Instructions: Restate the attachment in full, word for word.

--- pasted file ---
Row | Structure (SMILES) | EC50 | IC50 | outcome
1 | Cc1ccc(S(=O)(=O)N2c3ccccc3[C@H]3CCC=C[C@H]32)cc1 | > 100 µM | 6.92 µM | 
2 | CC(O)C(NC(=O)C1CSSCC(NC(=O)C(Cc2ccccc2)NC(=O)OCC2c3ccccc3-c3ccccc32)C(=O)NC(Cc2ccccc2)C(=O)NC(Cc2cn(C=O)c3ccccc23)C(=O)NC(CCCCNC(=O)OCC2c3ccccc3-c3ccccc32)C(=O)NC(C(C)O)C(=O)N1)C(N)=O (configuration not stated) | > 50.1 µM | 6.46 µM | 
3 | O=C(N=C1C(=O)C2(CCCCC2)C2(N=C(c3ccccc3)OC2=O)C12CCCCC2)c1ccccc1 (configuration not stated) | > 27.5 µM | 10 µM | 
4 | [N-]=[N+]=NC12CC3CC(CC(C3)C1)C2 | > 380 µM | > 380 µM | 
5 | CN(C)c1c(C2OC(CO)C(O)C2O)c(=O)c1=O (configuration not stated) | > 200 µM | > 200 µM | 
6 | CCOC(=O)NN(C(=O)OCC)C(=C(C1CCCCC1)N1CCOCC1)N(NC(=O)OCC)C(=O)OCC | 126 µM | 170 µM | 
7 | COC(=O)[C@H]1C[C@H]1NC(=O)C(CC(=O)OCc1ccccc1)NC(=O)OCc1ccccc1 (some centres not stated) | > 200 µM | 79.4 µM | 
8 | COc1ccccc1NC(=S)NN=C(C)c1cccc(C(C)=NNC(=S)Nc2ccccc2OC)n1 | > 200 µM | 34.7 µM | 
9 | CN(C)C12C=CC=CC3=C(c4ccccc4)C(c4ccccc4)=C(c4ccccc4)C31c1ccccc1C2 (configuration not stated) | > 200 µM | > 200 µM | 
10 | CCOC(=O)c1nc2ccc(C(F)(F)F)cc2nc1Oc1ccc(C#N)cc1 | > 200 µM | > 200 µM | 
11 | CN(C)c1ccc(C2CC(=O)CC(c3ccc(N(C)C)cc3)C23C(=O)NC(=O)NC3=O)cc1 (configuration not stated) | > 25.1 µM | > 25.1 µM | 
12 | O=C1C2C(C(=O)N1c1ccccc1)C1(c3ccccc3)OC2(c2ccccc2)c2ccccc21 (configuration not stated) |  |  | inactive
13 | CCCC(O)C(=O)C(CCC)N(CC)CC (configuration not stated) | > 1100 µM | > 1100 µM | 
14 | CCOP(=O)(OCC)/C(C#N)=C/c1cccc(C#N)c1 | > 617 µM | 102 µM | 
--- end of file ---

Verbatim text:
Row | Structure (SMILES) | EC50 | IC50 | outcome
1 | Cc1ccc(S(=O)(=O)N2c3ccccc3[C@H]3CCC=C[C@H]32)cc1 | > 100 µM | 6.92 µM | 
2 | CC(O)C(NC(=O)C1CSSCC(NC(=O)C(Cc2ccccc2)NC(=O)OCC2c3ccccc3-c3ccccc32)C(=O)NC(Cc2ccccc2)C(=O)NC(Cc2cn(C=O)c3ccccc23)C(=O)NC(CCCCNC(=O)OCC2c3ccccc3-c3ccccc32)C(=O)NC(C(C)O)C(=O)N1)C(N)=O (configuration not stated) | > 50.1 µM | 6.46 µM | 
3 | O=C(N=C1C(=O)C2(CCCCC2)C2(N=C(c3ccccc3)OC2=O)C12CCCCC2)c1ccccc1 (configuration not stated) | > 27.5 µM | 10 µM | 
4 | [N-]=[N+]=NC12CC3CC(CC(C3)C1)C2 | > 380 µM | > 380 µM | 
5 | CN(C)c1c(C2OC(CO)C(O)C2O)c(=O)c1=O (configuration not stated) | > 200 µM | > 200 µM | 
6 | CCOC(=O)NN(C(=O)OCC)C(=C(C1CCCCC1)N1CCOCC1)N(NC(=O)OCC)C(=O)OCC | 126 µM | 170 µM | 
7 | COC(=O)[C@H]1C[C@H]1NC(=O)C(CC(=O)OCc1ccccc1)NC(=O)OCc1ccccc1 (some centres not stated) | > 200 µM | 79.4 µM | 
8 | COc1ccccc1NC(=S)NN=C(C)c1cccc(C(C)=NNC(=S)Nc2ccccc2OC)n1 | > 200 µM | 34.7 µM | 
9 | CN(C)C12C=CC=CC3=C(c4ccccc4)C(c4ccccc4)=C(c4ccccc4)C31c1ccccc1C2 (configuration not stated) | > 200 µM | > 200 µM | 
10 | CCOC(=O)c1nc2ccc(C(F)(F)F)cc2nc1Oc1ccc(C#N)cc1 | > 200 µM | > 200 µM | 
11 | CN(C)c1ccc(C2CC(=O)CC(c3ccc(N(C)C)cc3)C23C(=O)NC(=O)NC3=O)cc1 (configuration not stated) | > 25.1 µM | > 25.1 µM | 
12 | O=C1C2C(C(=O)N1c1ccccc1)C1(c3ccccc3)OC2(c2ccccc2)c2ccccc21 (configuration not stated) |  |  | inactive
13 | CCCC(O)C(=O)C(CCC)N(CC)CC (configuration not stated) | > 1100 µM | > 1100 µM | 
14 | CCOP(=O)(OCC)/C(C#N)=C/c1cccc(C#N)c1 | > 617 µM | 102 µM | 